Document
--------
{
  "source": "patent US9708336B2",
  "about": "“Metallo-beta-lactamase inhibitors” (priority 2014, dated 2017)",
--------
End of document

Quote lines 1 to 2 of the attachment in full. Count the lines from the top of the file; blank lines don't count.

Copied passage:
{
  "source": "patent US9708336B2",